Elderly in north/south web divide
Internet use among older people in England is subject to a "concerning" north/south divide, a charity has warned.
More than double the number of those aged over 65 use online services in Surrey than in Tyne and Wear, according to analysis by Age UK.
It found only four areas in England where the percentage of old people hooked up to the web outnumbered those who do not use the internet.
David Mortimer, of Age UK, said older people with lower wealth, those living alone and those in relatively worse health are least likely to access internet services.
"It is concerning that in some parts of the country, more than twice as many older people are able to access the benefits of being online than in other areas, particularly as there appears to be a north/south divide around internet use amongst older people," he said.
Age UK has called on the Government, local authorities and businesses to help more older people use the web.
"More services from the private and public sectors are moving online in a bid to make significant cost savings," Mr Mortimer said. "However, if they want older people to use these services, they need to help them get online in the first place with tailored and ongoing support."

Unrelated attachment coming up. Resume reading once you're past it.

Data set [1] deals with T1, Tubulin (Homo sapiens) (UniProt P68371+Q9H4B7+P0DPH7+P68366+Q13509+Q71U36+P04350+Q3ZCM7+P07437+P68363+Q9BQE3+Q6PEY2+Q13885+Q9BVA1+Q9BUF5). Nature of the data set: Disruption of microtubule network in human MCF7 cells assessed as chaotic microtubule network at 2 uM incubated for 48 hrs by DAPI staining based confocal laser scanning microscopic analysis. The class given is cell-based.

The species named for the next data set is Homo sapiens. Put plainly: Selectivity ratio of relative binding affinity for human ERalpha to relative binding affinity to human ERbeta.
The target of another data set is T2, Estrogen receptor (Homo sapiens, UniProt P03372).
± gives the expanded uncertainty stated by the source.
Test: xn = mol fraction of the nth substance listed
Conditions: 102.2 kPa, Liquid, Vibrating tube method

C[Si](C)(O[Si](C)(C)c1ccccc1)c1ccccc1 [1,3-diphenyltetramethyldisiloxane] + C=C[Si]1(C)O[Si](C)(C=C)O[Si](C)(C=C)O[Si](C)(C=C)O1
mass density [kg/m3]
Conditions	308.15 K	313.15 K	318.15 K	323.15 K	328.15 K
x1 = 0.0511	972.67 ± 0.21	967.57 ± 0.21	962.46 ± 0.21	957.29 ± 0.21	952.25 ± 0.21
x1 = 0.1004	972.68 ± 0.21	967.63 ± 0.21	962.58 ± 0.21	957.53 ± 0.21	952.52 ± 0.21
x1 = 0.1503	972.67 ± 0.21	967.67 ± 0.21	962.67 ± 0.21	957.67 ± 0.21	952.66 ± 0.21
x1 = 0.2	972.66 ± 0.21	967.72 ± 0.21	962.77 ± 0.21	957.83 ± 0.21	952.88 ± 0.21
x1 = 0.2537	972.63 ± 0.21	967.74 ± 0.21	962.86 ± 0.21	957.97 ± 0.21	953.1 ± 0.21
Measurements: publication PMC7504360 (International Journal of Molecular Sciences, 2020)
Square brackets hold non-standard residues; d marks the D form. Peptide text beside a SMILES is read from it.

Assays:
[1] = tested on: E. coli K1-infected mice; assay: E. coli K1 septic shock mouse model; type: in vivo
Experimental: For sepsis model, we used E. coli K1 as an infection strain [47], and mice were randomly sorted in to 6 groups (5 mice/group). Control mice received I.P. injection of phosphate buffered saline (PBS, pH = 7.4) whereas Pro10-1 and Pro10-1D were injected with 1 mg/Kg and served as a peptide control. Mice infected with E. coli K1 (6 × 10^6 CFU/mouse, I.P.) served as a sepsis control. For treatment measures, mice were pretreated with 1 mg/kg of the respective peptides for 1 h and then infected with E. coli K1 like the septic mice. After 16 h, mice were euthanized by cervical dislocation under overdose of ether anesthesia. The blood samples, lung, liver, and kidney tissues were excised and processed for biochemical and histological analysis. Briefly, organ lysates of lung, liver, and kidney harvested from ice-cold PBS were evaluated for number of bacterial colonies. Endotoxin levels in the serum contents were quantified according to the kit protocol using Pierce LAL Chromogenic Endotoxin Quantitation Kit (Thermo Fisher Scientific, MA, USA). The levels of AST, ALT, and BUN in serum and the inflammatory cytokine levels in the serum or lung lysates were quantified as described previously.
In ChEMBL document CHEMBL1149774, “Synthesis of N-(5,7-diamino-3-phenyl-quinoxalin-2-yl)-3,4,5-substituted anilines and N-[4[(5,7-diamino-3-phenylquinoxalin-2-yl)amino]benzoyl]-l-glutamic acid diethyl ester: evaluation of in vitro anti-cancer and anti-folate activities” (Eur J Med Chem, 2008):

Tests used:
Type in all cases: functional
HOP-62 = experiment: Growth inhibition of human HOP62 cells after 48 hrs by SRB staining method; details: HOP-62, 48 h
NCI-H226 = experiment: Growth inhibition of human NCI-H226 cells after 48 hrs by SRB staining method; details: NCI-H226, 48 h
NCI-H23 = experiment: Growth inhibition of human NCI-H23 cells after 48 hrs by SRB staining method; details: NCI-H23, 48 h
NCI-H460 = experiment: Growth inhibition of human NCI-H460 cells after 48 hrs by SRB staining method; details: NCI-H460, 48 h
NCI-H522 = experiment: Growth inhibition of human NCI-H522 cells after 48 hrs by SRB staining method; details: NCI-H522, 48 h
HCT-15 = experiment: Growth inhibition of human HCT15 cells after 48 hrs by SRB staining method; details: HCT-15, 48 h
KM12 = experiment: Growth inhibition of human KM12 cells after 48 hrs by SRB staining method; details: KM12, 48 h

Pensioners in Tyne and Wear are least likely to have embraced the digital age, according to the Age UK study.
Only 28% of people in the region aged over 65 report using internet services. This compares with 63% of their counterparts in Surrey - one of the four counties where more older people are online than offline. The other three areas are Suffolk, Buckinghamshire and Bedfordshire.
Age UK has urged older people to attend a session during its ITea and Biscuits Week, which offers those who have never been online a chance to try the technology. The charity examined data from the Understanding Society study of 40,000 British households.